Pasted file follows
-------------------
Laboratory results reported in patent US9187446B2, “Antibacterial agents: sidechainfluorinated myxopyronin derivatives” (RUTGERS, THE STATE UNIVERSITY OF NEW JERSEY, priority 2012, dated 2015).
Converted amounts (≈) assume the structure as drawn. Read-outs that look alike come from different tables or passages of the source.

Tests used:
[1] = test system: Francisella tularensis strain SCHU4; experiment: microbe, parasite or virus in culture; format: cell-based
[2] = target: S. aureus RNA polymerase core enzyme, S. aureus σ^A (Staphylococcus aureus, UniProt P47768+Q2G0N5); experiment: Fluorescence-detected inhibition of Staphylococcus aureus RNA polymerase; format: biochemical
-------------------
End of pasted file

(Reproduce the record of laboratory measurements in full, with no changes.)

Laboratory results reported in patent US9187446B2, “Antibacterial agents: sidechainfluorinated myxopyronin derivatives” (RUTGERS, THE STATE UNIVERSITY OF NEW JERSEY, priority 2012, dated 2015).
Converted amounts (≈) assume the structure as drawn. Read-outs that look alike come from different tables or passages of the source.

Tests used:
[1] = test system: Francisella tularensis strain SCHU4; experiment: microbe, parasite or virus in culture; format: cell-based
[2] = target: S. aureus RNA polymerase core enzyme, S. aureus σ^A (Staphylococcus aureus, UniProt P47768+Q2G0N5); experiment: Fluorescence-detected inhibition of Staphylococcus aureus RNA polymerase; format: biochemical